BY CODY FACTEAU
The Land Rover, a British-made all-terrain vehicle that would one day earn a legendary reputation for its use in exotic locations, debuted at an auto show in Amsterdam on April 30, 1948. For more than 65 years the Land Rover has gotten people through some of the worst terrain this world has to offer, and along the way it has set the mark for all other off-road vehicles to follow.
The first Land Rover, known as the Series 1, was the invention of Maurice Wilks, the head designer for the British car company Rover. Maurice Wilks used an old American-made Willys-Overland Jeep to do work at his farm in England. However, the Jeep was plagued by mechanical troubles and Wilks decided he could design a more reliable vehicle. Mimicking the best attributes of the Jeep, especially the strong chassis, the first Land Rovers had aluminum skin taken from WWII aircraft. At first, the vehicle was intended to be used for farm work and to be more versatile than a tractor. The resulting Land Rover, known as the Series 1, had a boxy, utilitarian design, four-wheel drive and a canvas roof. Things like passenger seat cushions, doors, a heater and spare tires were initially considered extras and cost more. The rugged Land Rover was well-received by the public and ended up being used not just for farm work, but by police forces, military organizations, aid workers in remote places and travelers on expeditions where road conditions were poor or non-existent. In 1976, the one millionth Land Rover rolled off the assembly line in Solihull, Birmingham, England.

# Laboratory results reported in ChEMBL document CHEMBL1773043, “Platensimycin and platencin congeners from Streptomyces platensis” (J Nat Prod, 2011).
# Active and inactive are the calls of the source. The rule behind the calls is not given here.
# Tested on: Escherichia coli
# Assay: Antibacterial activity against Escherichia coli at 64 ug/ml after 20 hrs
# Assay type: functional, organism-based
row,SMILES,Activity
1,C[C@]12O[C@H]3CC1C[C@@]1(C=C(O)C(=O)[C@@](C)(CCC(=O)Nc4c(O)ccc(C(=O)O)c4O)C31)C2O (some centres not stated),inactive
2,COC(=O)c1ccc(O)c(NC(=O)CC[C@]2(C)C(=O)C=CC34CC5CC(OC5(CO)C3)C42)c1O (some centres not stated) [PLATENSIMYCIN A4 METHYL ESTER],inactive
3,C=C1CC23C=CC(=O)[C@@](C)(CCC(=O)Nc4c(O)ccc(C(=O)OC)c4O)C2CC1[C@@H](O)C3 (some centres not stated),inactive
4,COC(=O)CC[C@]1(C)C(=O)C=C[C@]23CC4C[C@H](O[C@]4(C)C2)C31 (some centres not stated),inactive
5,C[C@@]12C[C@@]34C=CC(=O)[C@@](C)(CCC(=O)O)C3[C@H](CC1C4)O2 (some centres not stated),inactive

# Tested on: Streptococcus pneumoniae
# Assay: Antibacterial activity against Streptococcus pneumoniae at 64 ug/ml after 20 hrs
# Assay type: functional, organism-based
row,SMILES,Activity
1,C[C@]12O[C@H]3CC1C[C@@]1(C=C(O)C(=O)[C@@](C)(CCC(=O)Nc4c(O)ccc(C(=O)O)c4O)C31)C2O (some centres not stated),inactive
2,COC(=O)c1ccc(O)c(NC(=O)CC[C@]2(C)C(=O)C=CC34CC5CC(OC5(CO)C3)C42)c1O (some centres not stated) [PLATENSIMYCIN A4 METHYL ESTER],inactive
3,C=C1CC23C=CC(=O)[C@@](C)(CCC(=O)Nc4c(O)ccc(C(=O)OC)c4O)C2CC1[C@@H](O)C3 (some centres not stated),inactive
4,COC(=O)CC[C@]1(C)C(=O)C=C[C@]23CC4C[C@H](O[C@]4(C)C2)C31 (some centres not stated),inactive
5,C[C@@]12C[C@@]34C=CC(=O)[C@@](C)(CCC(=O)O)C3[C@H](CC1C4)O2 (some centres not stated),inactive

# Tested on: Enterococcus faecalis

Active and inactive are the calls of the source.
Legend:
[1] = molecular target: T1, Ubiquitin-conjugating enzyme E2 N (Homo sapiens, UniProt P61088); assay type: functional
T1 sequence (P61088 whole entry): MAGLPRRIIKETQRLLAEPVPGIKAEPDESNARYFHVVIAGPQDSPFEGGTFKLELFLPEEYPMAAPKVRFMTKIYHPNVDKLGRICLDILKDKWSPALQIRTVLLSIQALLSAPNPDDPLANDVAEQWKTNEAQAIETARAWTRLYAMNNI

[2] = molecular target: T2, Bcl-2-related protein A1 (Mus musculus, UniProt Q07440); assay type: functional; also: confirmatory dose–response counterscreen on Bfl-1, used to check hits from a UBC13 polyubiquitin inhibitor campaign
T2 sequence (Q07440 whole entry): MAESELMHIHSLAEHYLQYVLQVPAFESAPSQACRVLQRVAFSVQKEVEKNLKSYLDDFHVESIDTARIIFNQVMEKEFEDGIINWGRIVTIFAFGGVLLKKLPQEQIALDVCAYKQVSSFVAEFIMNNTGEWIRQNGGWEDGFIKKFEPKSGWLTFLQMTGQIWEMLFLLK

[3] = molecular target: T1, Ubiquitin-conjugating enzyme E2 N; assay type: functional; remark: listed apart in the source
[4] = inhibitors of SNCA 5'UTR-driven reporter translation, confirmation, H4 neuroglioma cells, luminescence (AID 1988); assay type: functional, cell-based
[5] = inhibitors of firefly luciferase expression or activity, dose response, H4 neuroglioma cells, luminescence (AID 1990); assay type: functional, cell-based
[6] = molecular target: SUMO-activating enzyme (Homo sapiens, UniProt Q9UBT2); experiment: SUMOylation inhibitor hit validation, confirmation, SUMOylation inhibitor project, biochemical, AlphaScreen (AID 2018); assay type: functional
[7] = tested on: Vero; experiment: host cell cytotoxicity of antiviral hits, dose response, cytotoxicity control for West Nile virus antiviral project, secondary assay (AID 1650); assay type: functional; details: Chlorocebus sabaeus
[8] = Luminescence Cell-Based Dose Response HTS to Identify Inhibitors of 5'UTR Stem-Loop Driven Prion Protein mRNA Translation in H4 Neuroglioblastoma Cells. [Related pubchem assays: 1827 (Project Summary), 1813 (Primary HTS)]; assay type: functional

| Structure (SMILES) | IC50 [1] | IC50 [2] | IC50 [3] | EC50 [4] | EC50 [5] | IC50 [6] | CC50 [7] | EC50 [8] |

The Land Rover Defender has been around for a long, long time. It is what it is ... a land rover defender that has been moving over the land and defending countries for decades now. Sure, it has evolved considerably from its Series 1 predecessor, but its iconic shape is still instantly recognizable anywhere in the world. Six series of Land Rover have been produced since 1948. After the Series ended, what came to be known as the Defender started out as the Ninety, the One Ten and the 127. But the Defender, by any other name, is still a Defender and has been in production from 1983 to the present. Now for some facts about the Land Rover. The name, like Ninety or One Ten, reflects the wheelbase of the Land Rover and according to a 1992 Land Rover report, more than 70 percent of all Land Rovers produced are still in use. Land Rover Defenders ARE expensive, supply and demand, and all that. But that could be about to change. The Defender will now be built by SML Frontier Automotive Ltd., which is jointly owned by Sathosa Motors and Sheran Fernando. "The proposed project would make Land Rover vehicles available and affordable to a wider spectrum of the market," said SML Frontier Automotive Ltd Chairman Sumal Perera.
A replacement is in the works for the Defender, due by 2015 when new European regulations regarding crash safety for pedestrians will render the current design obsolete. In fact, the Land Rover Defender has not met U.S. safety requirements since 1998. Since then, Land Rover has been offering U.S. buyers the more luxurious LR2 and LR4's instead. What's more, the new Defender will have another home as well, on the peaceful island of Sri Lanka, just off the southern tip of India.
According to my research, the Defender has been made in: Solihull, United Kingdom; Shah Alam, Malaysia; Istanbul, Turkey; Aqaba, Jordan; Thika, Kenya and soon to be Sri Lanka. The Land Rover Defender ... A vehicle for the world, made by the world.
Cody Facteau is a 17-year old homeschooler from East Burke. He enjoys anything to do with cars, particularly the Classics. He loves Le Mans racing, his favorite TV shows are Gearz with Stacey David and Top Gear (BBC), and hobbies are Lego's and Xbox 360. Cody is also a cadet with the Civil Air Patrol, the Air Force Auxiliary. Check out Cody's Car Talk on Facebook. Career goals? What else, cars!